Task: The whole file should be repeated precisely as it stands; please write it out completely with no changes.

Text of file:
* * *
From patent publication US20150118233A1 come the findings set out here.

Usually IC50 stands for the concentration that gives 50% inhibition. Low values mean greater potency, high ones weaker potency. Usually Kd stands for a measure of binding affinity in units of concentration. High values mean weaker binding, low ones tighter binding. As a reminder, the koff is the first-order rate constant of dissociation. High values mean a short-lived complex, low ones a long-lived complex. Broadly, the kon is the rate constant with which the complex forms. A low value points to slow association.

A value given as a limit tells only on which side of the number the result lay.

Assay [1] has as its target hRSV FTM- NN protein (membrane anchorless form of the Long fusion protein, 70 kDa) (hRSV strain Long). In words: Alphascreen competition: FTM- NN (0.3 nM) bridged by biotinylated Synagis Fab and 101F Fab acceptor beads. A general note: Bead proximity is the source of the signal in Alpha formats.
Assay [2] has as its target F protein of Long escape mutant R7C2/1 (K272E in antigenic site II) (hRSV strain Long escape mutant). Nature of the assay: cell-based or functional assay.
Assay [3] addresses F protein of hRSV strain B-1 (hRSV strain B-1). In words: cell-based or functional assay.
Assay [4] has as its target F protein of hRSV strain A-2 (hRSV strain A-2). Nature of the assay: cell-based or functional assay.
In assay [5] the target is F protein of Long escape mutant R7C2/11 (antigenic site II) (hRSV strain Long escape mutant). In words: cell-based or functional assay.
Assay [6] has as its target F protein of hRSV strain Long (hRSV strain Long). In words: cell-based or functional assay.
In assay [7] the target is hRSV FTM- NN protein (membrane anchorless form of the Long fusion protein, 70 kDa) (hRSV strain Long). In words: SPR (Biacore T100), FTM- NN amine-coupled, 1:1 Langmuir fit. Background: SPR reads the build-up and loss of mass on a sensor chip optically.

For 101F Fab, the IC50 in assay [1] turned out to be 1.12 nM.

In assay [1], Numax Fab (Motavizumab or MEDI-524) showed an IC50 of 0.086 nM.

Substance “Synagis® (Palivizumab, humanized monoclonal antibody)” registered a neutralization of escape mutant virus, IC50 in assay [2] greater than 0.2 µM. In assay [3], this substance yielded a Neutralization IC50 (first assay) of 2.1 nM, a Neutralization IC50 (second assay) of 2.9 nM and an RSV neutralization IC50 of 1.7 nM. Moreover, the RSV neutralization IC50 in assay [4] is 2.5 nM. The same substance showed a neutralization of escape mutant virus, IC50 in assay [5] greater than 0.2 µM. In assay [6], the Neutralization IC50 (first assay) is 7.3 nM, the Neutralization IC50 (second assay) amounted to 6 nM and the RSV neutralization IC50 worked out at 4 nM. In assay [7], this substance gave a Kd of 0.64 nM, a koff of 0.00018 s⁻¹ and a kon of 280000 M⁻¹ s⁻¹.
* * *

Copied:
From patent publication US20150118233A1 come the findings set out here.

Usually IC50 stands for the concentration that gives 50% inhibition. Low values mean greater potency, high ones weaker potency. Usually Kd stands for a measure of binding affinity in units of concentration. High values mean weaker binding, low ones tighter binding. As a reminder, the koff is the first-order rate constant of dissociation. High values mean a short-lived complex, low ones a long-lived complex. Broadly, the kon is the rate constant with which the complex forms. A low value points to slow association.

A value given as a limit tells only on which side of the number the result lay.

Assay [1] has as its target hRSV FTM- NN protein (membrane anchorless form of the Long fusion protein, 70 kDa) (hRSV strain Long). In words: Alphascreen competition: FTM- NN (0.3 nM) bridged by biotinylated Synagis Fab and 101F Fab acceptor beads. A general note: Bead proximity is the source of the signal in Alpha formats.
Assay [2] has as its target F protein of Long escape mutant R7C2/1 (K272E in antigenic site II) (hRSV strain Long escape mutant). Nature of the assay: cell-based or functional assay.
Assay [3] addresses F protein of hRSV strain B-1 (hRSV strain B-1). In words: cell-based or functional assay.
Assay [4] has as its target F protein of hRSV strain A-2 (hRSV strain A-2). Nature of the assay: cell-based or functional assay.
In assay [5] the target is F protein of Long escape mutant R7C2/11 (antigenic site II) (hRSV strain Long escape mutant). In words: cell-based or functional assay.
Assay [6] has as its target F protein of hRSV strain Long (hRSV strain Long). In words: cell-based or functional assay.
In assay [7] the target is hRSV FTM- NN protein (membrane anchorless form of the Long fusion protein, 70 kDa) (hRSV strain Long). In words: SPR (Biacore T100), FTM- NN amine-coupled, 1:1 Langmuir fit. Background: SPR reads the build-up and loss of mass on a sensor chip optically.

For 101F Fab, the IC50 in assay [1] turned out to be 1.12 nM.

In assay [1], Numax Fab (Motavizumab or MEDI-524) showed an IC50 of 0.086 nM.

Substance “Synagis® (Palivizumab, humanized monoclonal antibody)” registered a neutralization of escape mutant virus, IC50 in assay [2] greater than 0.2 µM. In assay [3], this substance yielded a Neutralization IC50 (first assay) of 2.1 nM, a Neutralization IC50 (second assay) of 2.9 nM and an RSV neutralization IC50 of 1.7 nM. Moreover, the RSV neutralization IC50 in assay [4] is 2.5 nM. The same substance showed a neutralization of escape mutant virus, IC50 in assay [5] greater than 0.2 µM. In assay [6], the Neutralization IC50 (first assay) is 7.3 nM, the Neutralization IC50 (second assay) amounted to 6 nM and the RSV neutralization IC50 worked out at 4 nM. In assay [7], this substance gave a Kd of 0.64 nM, a koff of 0.00018 s⁻¹ and a kon of 280000 M⁻¹ s⁻¹.